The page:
No other holiday has inspired the creation of a larger and more beautiful body of music than Christmas. Music celebrating the birth of Christ transcends the boundaries of geography and time. Countless folk songs and carols from every corner of the Christian world are beloved by people outside the borders—and even faith traditions—of the nations where those songs originated. And through the centuries, some of the world’s most prominent composers have added masterpieces to the still-expanding canon of Christmas music.
In making this recording, Eva Beneke has risen to that challenge by gathering an attractive array of German and English traditional tunes and pieces by revered classical masters. She then undertook performing them movingly alone and with her friends. I feel very fortunate that in addition to her own expert arrangements, she has chosen to include five of mine.
The oldest melody represented here, “In Dulci Jubilo” appears in Codex 1305 from the Leipzig University Library and dates back to the 14th Century. The song is also widely popular in several English translations made in the 19th Century and is well known as “Good Christian Men, Rejoice.” Eva’s lovely, solo-guitar rendition of “Es ein Ros entsprungen,” is based on a melody penned by German organist-composer Michael Praetorius (ca. 1571-1621).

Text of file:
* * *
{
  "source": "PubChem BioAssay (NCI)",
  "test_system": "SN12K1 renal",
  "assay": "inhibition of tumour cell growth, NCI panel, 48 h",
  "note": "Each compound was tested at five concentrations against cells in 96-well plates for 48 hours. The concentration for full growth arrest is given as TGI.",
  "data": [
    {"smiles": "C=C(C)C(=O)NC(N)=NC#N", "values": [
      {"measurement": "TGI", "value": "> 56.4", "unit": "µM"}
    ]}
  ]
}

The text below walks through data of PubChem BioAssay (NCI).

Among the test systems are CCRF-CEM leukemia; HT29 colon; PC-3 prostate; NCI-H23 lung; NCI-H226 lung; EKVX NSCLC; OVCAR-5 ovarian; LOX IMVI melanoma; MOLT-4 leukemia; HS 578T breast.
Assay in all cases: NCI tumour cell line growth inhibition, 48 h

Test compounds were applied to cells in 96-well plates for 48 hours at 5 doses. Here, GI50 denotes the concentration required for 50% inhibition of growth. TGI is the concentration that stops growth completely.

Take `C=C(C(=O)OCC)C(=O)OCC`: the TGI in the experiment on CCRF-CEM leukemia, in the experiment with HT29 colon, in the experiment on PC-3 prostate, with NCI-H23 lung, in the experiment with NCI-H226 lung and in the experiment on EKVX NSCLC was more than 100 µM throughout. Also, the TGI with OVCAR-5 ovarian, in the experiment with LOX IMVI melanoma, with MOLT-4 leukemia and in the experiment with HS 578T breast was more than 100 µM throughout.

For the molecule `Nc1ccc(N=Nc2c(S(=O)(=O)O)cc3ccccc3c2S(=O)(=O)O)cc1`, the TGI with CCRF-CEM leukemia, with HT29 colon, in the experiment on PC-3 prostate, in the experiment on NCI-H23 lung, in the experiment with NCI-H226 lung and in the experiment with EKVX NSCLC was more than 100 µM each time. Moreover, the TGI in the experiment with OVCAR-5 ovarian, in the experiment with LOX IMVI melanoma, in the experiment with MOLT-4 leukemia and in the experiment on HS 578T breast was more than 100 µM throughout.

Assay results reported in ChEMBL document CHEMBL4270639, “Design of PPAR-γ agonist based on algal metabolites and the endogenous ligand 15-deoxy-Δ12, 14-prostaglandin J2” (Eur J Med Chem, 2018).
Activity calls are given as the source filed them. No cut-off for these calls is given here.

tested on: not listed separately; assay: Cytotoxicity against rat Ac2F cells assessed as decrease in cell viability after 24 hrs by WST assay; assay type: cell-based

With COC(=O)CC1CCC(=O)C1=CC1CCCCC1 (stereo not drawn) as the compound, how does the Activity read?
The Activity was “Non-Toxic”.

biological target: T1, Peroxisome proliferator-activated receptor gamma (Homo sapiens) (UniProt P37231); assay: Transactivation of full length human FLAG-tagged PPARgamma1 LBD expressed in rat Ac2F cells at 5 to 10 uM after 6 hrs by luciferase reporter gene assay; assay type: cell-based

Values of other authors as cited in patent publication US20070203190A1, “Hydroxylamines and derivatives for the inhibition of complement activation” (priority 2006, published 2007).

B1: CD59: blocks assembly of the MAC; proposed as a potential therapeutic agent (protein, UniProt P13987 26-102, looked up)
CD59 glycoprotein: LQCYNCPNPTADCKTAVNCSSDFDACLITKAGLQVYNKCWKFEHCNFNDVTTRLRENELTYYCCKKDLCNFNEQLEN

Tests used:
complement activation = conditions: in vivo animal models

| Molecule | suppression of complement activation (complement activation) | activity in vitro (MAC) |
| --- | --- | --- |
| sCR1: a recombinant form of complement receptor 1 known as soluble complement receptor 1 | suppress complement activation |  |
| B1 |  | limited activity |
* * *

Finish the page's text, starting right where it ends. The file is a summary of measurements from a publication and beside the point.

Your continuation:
The song is also known to English speakers as “Lo How a Rose Ere Blooming.”
Works by 18th Century masters J. S. Bach and G. F. Handel represented here include selections from Bach’s Christmas Oratorio and Handel’s evergreen “Hallelujah Chorus” from the Messiah. All three are heard in settings for guitar duo and given virtuosic treatments by Scott Tennant and Eva. A guitar setting of the “Hallelujah Chorus” is unusual, but is not meant to be a gimmick. I adapted it from a wonderful two-harpsichord arrangement created by Englishman John Marsh (1752-1828). Hence, you hear keyboard-style trills foreign to the choral original.
From the early 19th Century comes another gem, “Ave Maria,” by Austrian Romantic-era composer Franz Schubert in Eva’s arrangement for guitar, cello, and oboe. The album closes with another ensemble setting for guitar, cello, English horn, and violin of the poignant “In the Bleak Midwinter” by 20th Century British composer Gustav Holst.
Eva arranged melodies popular in the German-speaking countries including “Maria durch ein Dornwald ging” (traditional) and “Alle Jahre wieder” (Friedrich Silcher). My arrangement of the universal favorite “Silent Night” by Franz Gruber, was written several years ago for a Christmas recording I made, but the solo guitar setting of the German traditional song “O Tannenbaum” I wrote especially for this CD with Eva’s playing in mind.
Ultimately, the object of all music is to evoke an emotional response in the listener. I’m probably not alone in hoping that the music on this album will call to mind reminiscences of Christmases past or perhaps become the soundtrack for Christmases future.
- Mark Small